About Jeff
Bragging Board
How to Order



MARCH 1995                                                                                     VOLUME 28, NO. 3

By Jill Barnes

At the time, Jeff Cammerino was a novice bass angler - just a kid, really.  But he had the instincts of a seasoned pro.  One day, as he cast from shore, he noticed the bass were ignoring his offering, yet were attracted to a gypsy moth larva that fell from a nearby tree.

“I watched as the larva struggled and wiggled,” Cammerino said.  “The action enticed bass to strike.  It got me to thinking and experimenting.”

Now, after more than 15 years of experimenting and refining, Cammerino has created a lure that imitates the moth larvae and has spawned a new and different bass fishing technique.  Cammerino’s “Jersey Riggs” quickly became one of the hottest-selling baits in the New Jersey/New York/Pennsylvania region.  More recently, they have begun to catch on in surrounding states, and some of the top B.A.S.S. pros are quietly using them as well, Cammerino says.

“I’ve worked as the fishing department manager for more than 20 years, and I’ve never seen a lure ‘fly’ off the shelf like Jersey Riggs have,” says Gary Sipos of Meltzer’s Sporting Goods of Garfield, N.J.  “I’ve tried it, so I know it works.”

The lure doesn’t look like much - only a straight, soft plastic tube 3 1/2 inches long - but its unique action is amazingly attractive to finicky bass.

Cammerino, 38, of Lyndhurst, N.J., did extensive testing on his lure before finding just the right length and consistency of plastic.  He bought pounds of plastic worms, and he cut, melted and shaped them until he found a design with a neutral buoyancy.  A No. 1 bait hook rigged through the middle of the worm makes it sink ever so slowly.

“I didn’t want the worm to sink too fast or too slow,” Cammerino reports.  “I wanted it to stay in the strike zone as long as possible.  The weight of the hook is all you need.  As the Jersey Riggs sinks, you reel slowly, twitching it every so often.  That makes the worm bend into a U shape.  The fact that the lure doesn’t move very far gives the bass more incentive to strike.  Unlike a spinnerbait, plug or even a regular plastic worm, it doesn’t move away from the fish.”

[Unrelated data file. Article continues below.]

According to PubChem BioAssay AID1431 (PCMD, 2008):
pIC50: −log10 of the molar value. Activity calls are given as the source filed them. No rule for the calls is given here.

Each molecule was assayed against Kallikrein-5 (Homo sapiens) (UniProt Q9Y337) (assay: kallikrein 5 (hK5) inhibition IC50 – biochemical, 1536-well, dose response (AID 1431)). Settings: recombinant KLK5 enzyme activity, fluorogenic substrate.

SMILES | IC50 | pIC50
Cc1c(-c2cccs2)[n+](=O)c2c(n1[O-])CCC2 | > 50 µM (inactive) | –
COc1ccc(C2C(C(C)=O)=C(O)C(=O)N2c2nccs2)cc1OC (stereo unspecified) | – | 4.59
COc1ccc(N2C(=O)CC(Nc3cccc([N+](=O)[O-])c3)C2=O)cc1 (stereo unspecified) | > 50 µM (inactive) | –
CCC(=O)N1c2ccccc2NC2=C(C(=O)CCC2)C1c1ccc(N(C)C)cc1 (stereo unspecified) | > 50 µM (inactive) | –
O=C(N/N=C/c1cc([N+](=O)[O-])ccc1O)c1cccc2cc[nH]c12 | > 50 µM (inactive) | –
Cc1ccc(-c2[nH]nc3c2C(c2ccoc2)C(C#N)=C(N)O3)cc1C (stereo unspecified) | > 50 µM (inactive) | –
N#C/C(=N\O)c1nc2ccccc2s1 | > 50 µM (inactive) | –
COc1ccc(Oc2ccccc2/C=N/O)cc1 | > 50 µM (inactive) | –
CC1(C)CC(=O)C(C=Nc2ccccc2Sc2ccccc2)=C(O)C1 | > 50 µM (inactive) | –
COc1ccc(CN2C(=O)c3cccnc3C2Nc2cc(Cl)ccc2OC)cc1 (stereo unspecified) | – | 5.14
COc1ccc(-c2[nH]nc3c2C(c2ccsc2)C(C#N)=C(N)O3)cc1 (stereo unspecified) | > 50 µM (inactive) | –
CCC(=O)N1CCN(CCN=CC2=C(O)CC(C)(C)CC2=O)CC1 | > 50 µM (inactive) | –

Cammerino, a former studio guitarist, worked constantly over the years to develop his idea into a reliable bass lure.  Upon joining the Essex County Bassmaster Fishing Club, a B.A.S.S. chapter in New Jersey, in 1984, Cammerino used the technique he calls “Jersey Rigging” to win a spring tournament “when no one else could catch any fish,” recalls Bill Selawsky, now president of the club.  “At the weigh-in, Jeff and his fishing partner weighed in 10 bass for almost 30 pounds.  All our members were in awe.”

He involved fellow club members in testing prototype sizes, shapes and colors, then decided in 1990 to begin marketing his invention.

“I kept getting positive feedback,” Cammerino says.  “People were catching fish and catching their limit, so I knew I was on the right track.”

No special equipment is needed to fish Jersey Riggs, Cammerino suggests a spinning reel spooled with a 6- or 8-pound-test line and a 5 1/2-foot rod.  He inserts a No. 1 or 1/0 hook through the center of the worm, perpendicular to the length of the lure.

While the setup reminds one of a Whacky Worm, it’s quite different, according to Harvey Knight of North Jersey Marine, who first met Cammerino and witnessed the success of Jersey Rigging in 1986.

The technique is simple:  You cast the lure to a likely spot, let it sink, then twitch it while reeling slowly.  The action and the extended time in the strike zone seem to drive the fish wild.  Some bass smash it, hooking themselves immediately.  Others mouth the bait ands swim away slowly, allowing ample time to set the hook.

“If you don’t have a strike in about 30 seconds, reel in and cast somewhere else,” Cammerino says, “There aren’t any fish there.”

Upon first seeing the Jersey Riggs, most bass fishermen have trouble believing that it works.

“I wasn’t that thrilled with the product when I first tried it,” said Wayne Middleton, an angler from Hewitt, N.J.  “But it catches fish.  I don’t have a boat and usually fish from the shoreline, and I’ve hooked bass up to 9 pounds.  One day when I was out in a friend’s boat, I fished for two hours and caught 28 fish, all keeper size.  One of the great things is the worm lasts awhile.  It doesn’t break or get torn as fast as other plastic worms.”

Jersey Riggs can be worked in water from 6 inches to as deep as 10 feet.  Throw it around stumps, rocks, edges of weedbeds and under docks.  “It’s probably not at its best when it’s windy, but no lure is perfect for every condition,” Cammerino says.

Bill Gorcica of North Jersey Marine especially likes fishing the Jersey Riggs around docks in Lake Hopatcong, the biggest inland body of water in the state.  “On a bright day, you can skip it to the back reaches of the dock and find some big fish hiding back there.  I’ve caught fish up to 3 1/2 pounds that way.”

Jersey Riggs comes in about 15 colors, including solid colors and clear with colored flakes.  Cammerino likes subtle, natural colors like motoroil during the spawn, “when we know where the fish are,” but says brighter colors like gold and silver help attract fish in the post-spawn phase.  Gorcica prefers pearl and junebug, and Middleton favors purple and smoke/black in cool water and clear with gold or silver flake in warm water.

For more information about Jersey Riggs, contact Cammerino at 75 Mountain Lake Estates, Hawley, PA  18428; phone (570) 226-6304.


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